Posts tagged ‘Asia’

May 28, 2011

Cruise on the Yangtze river and see China’s spectacular beauty

[Joyce Rosenberg, Travel Contributor]

Telegraph: Teresa Levonian Cole writes that China‘s Yangtze cruise is a journey towards a vision of the future.. read more of her commentary on her cruise to see more of China’s beauty….

May 25, 2011

Georgia’s legacy of arsenic poisoning is killing hundreds of its children

BBC News: Recent scientific research have shown that hundreds of Georgian children are being made seriously ill and some are being killed from the country’s legacy of arsenic poisoning.  The research discovered that the arsenic production sites which had been discontinued after the Soviet Union fell, are now leaking highly toxic substances into the environment.

The area most affected is Uravi in north-west Georgia. However, Georgian authorities have failed to warn the residents of the serious harm the substances are doing to do to their children.

According to Giorgi Khachidze, environment minister, the government knows about the problem, but with its economy severely depressed, the country does not have any resources to put things right. He said: “All over the country we have the legacy of pesticides, landmines, abandoned factories, sources of radiation. Every day we get information about something and we just don’t have the money to sort out all these in a day.”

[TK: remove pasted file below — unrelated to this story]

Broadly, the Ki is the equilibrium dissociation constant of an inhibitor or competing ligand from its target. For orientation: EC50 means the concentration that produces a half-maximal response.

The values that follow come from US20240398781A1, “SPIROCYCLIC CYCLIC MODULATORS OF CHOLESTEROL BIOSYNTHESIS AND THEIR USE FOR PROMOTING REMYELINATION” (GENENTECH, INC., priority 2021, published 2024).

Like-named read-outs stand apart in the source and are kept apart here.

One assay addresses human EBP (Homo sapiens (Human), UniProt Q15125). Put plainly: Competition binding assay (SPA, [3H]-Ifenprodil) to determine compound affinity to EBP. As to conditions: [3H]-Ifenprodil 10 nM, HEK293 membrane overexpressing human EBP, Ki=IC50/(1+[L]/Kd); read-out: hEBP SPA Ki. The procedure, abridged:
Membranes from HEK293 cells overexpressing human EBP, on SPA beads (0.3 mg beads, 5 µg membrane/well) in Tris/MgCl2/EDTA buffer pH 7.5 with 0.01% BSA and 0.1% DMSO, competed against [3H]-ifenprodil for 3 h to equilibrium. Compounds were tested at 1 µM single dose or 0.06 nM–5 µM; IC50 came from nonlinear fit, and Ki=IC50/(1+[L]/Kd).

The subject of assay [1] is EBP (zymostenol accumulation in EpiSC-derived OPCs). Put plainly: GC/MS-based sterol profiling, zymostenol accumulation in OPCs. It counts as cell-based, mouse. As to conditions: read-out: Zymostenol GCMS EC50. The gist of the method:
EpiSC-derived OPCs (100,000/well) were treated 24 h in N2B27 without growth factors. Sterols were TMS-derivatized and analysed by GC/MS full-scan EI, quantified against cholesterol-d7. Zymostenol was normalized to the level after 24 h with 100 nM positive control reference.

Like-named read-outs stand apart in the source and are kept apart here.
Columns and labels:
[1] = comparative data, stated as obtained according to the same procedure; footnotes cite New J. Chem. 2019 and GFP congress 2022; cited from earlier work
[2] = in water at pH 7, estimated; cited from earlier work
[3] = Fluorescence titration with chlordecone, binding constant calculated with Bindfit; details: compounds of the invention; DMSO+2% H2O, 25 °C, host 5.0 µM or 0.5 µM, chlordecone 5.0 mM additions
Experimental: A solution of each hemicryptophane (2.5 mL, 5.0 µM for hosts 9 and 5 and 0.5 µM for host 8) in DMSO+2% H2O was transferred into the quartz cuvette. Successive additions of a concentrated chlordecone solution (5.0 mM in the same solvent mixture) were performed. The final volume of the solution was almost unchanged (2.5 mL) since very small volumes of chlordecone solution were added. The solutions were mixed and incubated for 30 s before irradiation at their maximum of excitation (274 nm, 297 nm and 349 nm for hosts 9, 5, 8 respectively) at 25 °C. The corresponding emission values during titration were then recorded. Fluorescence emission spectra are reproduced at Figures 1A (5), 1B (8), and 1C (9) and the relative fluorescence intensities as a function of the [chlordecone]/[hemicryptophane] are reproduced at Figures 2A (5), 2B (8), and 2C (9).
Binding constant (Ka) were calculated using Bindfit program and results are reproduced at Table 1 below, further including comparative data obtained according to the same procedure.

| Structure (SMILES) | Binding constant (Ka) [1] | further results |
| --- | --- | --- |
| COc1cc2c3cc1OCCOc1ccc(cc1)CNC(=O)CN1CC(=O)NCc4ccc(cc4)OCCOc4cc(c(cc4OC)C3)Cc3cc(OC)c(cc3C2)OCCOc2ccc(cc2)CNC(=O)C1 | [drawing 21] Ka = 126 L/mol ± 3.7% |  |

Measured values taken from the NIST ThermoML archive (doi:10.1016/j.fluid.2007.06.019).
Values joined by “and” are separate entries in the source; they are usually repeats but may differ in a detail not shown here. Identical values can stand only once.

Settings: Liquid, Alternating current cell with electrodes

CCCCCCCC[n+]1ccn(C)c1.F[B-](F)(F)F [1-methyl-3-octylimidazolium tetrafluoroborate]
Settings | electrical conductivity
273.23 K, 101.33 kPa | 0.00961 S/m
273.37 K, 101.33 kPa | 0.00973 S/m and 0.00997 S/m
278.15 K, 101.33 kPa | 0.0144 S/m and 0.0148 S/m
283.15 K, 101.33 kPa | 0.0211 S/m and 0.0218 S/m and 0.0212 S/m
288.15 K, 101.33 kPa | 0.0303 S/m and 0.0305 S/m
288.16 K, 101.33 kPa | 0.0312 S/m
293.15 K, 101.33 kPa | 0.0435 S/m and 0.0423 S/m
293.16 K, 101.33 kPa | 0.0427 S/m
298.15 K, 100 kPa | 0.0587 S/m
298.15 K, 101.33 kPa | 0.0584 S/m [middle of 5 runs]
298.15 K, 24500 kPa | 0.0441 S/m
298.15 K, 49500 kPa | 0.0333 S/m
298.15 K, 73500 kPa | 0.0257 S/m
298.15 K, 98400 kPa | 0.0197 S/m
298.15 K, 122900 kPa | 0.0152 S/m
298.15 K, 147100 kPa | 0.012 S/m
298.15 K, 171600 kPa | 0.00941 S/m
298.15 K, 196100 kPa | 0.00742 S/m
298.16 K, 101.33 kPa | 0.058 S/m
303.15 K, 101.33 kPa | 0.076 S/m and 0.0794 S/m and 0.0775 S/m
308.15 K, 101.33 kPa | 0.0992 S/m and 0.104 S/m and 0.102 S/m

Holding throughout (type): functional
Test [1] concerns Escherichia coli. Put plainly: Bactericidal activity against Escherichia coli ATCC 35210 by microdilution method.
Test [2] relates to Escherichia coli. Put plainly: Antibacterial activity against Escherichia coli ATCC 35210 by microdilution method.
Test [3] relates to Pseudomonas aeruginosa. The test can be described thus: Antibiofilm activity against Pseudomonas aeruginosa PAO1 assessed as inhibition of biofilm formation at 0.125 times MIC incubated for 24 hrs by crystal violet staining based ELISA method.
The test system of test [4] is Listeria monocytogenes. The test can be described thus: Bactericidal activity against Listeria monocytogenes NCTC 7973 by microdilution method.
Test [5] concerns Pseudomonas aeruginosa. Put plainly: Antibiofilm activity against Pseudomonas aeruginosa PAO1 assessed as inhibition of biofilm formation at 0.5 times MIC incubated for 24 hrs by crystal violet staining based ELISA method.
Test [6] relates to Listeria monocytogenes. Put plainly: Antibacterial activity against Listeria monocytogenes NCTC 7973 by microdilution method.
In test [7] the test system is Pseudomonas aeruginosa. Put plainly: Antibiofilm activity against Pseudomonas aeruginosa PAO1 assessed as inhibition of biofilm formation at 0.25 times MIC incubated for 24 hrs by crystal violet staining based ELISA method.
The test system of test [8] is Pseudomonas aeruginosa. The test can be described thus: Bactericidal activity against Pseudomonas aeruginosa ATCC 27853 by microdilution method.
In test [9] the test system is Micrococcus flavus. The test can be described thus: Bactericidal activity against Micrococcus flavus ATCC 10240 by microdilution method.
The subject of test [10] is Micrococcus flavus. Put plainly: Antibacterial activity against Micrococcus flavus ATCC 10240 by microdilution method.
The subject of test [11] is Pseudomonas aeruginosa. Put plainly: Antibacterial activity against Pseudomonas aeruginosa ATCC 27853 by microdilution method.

Arsenic is a deadly poison and can cause death, cancer, skin thickening. liver and digestive disease. It is difficult to treat as it is odourless and flavourless.

[BBC video – click to play]

May 24, 2011

Shocking BBC Report, Indian authorities turn a blind eye to the killing of millions of female babies

[Ciara O’Neill, Human Rights News Contributor]

[Tinaki Roy, Asia News Contributor]

BBC News:  The latest data from the Indian National Census have shown gender discrimination in India to have gone horrifically off the rails as it seems that in the past ten years, more that eight million female babies have been killed by their parents under the noses and apparent consent of the Indian authorities.

The recent Indian census figures show a sharp decline in the number of girls under seven which cannot be explained in any other way than by mass abortions of female fetuses and/or manslaughter of female babies.  Compared to 1961, the proportion of 975 girls on 1000 boys has dropped to around a small 913 on 1000.

However, for those who might think that a difference by less than a hundred  might be caused by certain non-violent factors, here are some facts.